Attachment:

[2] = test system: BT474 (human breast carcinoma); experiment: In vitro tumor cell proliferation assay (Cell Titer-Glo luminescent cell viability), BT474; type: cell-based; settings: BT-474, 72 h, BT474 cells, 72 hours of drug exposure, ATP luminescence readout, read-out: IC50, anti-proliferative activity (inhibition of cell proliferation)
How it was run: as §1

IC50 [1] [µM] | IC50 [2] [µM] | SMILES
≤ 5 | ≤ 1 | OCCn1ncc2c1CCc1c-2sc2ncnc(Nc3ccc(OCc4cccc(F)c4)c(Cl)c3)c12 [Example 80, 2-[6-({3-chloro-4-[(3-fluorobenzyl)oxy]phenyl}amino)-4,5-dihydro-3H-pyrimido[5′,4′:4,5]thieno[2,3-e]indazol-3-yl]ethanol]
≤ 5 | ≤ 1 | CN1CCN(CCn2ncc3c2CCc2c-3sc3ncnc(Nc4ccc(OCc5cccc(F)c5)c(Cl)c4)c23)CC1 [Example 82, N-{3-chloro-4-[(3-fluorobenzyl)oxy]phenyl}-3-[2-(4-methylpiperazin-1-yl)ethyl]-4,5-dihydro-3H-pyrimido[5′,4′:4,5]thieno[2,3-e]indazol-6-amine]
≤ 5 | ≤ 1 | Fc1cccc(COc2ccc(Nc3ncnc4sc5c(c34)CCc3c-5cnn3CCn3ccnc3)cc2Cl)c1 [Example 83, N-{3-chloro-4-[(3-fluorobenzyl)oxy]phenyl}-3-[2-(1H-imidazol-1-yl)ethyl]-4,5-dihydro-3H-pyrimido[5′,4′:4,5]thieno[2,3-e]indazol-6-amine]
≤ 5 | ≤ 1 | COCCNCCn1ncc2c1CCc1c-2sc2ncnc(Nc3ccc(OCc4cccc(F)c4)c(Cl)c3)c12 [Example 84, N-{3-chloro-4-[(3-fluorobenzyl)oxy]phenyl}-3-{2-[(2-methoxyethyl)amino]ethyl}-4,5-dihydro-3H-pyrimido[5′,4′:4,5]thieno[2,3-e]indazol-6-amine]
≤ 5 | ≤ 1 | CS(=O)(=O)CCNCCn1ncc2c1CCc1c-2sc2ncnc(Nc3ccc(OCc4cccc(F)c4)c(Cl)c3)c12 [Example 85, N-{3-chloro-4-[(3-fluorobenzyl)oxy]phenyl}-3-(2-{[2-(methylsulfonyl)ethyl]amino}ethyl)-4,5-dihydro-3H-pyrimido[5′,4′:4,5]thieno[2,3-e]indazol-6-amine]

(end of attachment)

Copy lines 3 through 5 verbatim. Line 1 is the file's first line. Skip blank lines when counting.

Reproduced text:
IC50 [1] [µM] | IC50 [2] [µM] | SMILES
≤ 5 | ≤ 1 | OCCn1ncc2c1CCc1c-2sc2ncnc(Nc3ccc(OCc4cccc(F)c4)c(Cl)c3)c12 [Example 80, 2-[6-({3-chloro-4-[(3-fluorobenzyl)oxy]phenyl}amino)-4,5-dihydro-3H-pyrimido[5′,4′:4,5]thieno[2,3-e]indazol-3-yl]ethanol]
≤ 5 | ≤ 1 | CN1CCN(CCn2ncc3c2CCc2c-3sc3ncnc(Nc4ccc(OCc5cccc(F)c5)c(Cl)c4)c23)CC1 [Example 82, N-{3-chloro-4-[(3-fluorobenzyl)oxy]phenyl}-3-[2-(4-methylpiperazin-1-yl)ethyl]-4,5-dihydro-3H-pyrimido[5′,4′:4,5]thieno[2,3-e]indazol-6-amine]